Canadian Officer Who Saw Service in France Discusses Trench Warfare
Lieutenant J.H. Mitchell
Officer in Charge British-Canadian Recruiting Office in Spokane
Spokane Daily Chronicle, 22 November 1917
Richard Holt (2015) British Blood Calls British Blood The British-Canadian Recruiting Mission of 1917-1918, Canadian Military History: Vol. 22: Iss. 1, Article 4.
The American soldier on his arrival in France will find himself confronted with the hardest and most difficult work he has even undertaken in his life, in order to prepare him for service in the trenches. The training he has been given before leaving the United States will be of great value to him, but it is found that men in training under the instruction of officers and non-commissioned officers who have actually seen service at the front, and where all the modern devices of trench warfare are available, will in most cases learn far more rapidly and thoroughly than they would at home.
It may be borne in mind that while aircraft and artillery play important parts in war, all battles are decided by the infantry at close quarters, and that all training is carried on with this end in view.
First of all, the American soldier will be brought to the highest standard of discipline and physical fitness and his training will start at the very fundamentals of the manual of arms and simple movements and finally culminate in sham attacks in which his whole regiment will act as a unit. Portions of the German trenches will be duplicated from airplane photographs and the advance will be made under conditions as realistic as possible.
Before this last step can be taken, he must learn many things. Bayonet fighting is of the highest importance, and training for this form of fighting is carried out, not with the idea of teaching a man a number of difficult but picturesque poses and thrusts, but simply with the idea that when he meets a German face to face he will know that he is the better man and that he will be able to dispose of his antagonist in the shortest possible time.
Bombing is also taken up, first with dummy bombs and then with the live ones. Each man will be carefully taught what to do in case of a gas attack and the final part of his training in this respect will consist of an actual experience on the training grounds of what a gas attack really is.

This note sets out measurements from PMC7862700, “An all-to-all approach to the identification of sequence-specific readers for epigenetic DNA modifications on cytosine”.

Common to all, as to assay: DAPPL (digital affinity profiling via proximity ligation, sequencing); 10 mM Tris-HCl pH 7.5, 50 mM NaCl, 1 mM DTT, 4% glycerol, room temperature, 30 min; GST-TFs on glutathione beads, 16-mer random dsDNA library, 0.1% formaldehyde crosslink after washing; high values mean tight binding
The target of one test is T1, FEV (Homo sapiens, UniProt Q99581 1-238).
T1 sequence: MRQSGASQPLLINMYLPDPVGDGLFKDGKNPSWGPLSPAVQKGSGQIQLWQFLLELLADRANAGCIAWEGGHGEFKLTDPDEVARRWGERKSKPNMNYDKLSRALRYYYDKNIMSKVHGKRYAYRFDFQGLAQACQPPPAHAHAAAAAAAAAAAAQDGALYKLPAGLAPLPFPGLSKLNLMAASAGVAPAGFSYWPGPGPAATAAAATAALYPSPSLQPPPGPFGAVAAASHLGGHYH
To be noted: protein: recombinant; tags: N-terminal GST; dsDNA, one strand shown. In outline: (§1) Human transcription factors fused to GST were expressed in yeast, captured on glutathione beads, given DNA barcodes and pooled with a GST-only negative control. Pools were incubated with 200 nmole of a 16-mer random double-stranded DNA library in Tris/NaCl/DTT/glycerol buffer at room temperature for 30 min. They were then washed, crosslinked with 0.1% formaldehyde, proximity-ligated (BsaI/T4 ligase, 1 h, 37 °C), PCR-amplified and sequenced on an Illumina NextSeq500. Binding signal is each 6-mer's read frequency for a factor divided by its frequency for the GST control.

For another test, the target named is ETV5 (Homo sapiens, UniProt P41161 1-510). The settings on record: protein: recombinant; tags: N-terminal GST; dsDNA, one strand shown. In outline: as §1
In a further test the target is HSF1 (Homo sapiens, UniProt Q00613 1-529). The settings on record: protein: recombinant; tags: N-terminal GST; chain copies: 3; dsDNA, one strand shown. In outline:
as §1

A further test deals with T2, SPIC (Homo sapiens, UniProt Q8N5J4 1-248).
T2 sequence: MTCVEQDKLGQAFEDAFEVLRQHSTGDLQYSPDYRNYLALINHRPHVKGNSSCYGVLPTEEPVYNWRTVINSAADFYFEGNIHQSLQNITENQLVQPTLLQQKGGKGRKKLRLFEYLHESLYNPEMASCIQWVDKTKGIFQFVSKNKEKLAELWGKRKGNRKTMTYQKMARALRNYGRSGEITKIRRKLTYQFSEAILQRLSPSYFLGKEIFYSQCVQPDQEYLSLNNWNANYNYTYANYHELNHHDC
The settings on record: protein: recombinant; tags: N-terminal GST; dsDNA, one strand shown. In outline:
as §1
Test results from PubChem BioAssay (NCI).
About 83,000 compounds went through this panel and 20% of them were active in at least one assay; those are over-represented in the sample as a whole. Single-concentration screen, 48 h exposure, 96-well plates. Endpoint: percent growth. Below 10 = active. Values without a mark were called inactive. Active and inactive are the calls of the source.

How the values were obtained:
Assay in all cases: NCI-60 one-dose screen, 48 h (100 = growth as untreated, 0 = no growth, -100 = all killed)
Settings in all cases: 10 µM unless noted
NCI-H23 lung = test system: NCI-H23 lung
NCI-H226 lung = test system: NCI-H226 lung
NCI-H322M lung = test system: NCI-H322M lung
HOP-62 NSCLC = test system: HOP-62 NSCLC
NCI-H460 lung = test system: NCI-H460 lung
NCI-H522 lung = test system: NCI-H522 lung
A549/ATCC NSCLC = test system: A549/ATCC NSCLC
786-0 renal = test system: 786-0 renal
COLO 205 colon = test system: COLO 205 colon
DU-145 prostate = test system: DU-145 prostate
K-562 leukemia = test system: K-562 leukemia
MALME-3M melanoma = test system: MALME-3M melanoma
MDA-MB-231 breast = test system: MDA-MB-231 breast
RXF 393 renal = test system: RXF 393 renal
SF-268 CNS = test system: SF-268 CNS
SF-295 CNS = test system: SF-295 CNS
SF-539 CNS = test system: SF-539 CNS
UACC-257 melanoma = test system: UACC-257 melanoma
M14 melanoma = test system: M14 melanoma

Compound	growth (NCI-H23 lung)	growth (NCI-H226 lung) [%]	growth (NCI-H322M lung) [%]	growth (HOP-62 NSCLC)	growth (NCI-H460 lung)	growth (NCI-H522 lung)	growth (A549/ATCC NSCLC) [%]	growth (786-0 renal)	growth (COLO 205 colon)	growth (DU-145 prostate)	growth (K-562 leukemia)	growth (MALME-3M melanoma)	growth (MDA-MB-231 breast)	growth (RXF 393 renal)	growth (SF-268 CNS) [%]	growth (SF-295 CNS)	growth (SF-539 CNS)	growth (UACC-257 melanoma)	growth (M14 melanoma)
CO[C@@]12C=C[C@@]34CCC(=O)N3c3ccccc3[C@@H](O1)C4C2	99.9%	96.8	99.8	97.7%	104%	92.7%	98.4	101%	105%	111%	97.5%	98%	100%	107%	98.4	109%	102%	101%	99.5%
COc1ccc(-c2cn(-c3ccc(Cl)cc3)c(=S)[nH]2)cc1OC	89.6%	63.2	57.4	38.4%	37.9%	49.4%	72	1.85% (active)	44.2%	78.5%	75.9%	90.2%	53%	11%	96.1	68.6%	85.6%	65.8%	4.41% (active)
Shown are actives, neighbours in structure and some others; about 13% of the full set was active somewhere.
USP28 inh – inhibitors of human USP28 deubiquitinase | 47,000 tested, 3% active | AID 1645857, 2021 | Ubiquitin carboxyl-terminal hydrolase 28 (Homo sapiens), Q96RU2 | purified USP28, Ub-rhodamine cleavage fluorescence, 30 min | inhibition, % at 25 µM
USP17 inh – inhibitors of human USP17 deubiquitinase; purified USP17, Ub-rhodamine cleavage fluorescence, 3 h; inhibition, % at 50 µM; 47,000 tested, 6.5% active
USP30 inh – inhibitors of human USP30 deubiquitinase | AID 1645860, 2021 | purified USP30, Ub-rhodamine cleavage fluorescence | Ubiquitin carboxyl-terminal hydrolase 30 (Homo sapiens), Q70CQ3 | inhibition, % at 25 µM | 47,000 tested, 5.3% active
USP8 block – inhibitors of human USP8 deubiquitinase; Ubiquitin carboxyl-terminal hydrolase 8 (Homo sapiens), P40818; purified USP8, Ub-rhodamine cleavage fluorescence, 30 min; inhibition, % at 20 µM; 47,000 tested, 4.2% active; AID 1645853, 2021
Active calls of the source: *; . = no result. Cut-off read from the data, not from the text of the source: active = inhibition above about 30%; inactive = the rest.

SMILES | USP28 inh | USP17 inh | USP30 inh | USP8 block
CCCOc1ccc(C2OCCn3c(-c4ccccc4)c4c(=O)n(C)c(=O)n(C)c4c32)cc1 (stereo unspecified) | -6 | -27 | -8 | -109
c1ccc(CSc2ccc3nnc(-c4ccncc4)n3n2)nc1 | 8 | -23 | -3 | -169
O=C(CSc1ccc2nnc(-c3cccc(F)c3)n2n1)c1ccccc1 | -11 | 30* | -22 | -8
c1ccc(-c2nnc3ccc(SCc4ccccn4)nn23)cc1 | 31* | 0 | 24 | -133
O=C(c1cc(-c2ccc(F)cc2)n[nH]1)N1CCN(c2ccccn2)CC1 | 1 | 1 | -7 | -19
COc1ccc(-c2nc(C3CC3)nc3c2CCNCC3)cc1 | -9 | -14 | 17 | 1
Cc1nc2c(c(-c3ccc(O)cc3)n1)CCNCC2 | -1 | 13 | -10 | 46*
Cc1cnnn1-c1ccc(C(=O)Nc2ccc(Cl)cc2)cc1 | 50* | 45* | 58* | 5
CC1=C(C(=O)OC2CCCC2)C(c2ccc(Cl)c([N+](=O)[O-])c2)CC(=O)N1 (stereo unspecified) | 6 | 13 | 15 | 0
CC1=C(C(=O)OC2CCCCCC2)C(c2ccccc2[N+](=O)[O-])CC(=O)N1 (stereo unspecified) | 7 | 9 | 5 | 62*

The American army has long been considered one of the straightest and best shooting armies in the world, and the experience of the British army in the early part of the war proved how valuable this training is. In spite of the time spent in training with other arms, musketry will not be neglected, and a large amount of practice will be carried out on ranges under actual service conditions, the targets representing the enemy. A large proportion of the infantrymen will be trained as machine gunners, as this arm is playing an more and more important part in the warfare at the front. Other men will be trained in the operation of trench mortars.
All this training will be carried out in very gradual stages. Men will be under the instruction of their own officers and also of French and British officers, but as further American contingents arrive in France, more and more American officers will be used for instructional purposes. While the infantryman is carrying out his training as detailed above, the artillery, medical corps and quartermaster corps will also be training along lines which will make them as proficient in their work as the infantry.
The final step in the training takes place when the United States troops are sent in to the front line trenches for an instructional tour under the guidance of the troops that have held that sector for some time. After the tour is completed the troops will be considered finally trained and fully capable of holding any section of the line which is assigned to them.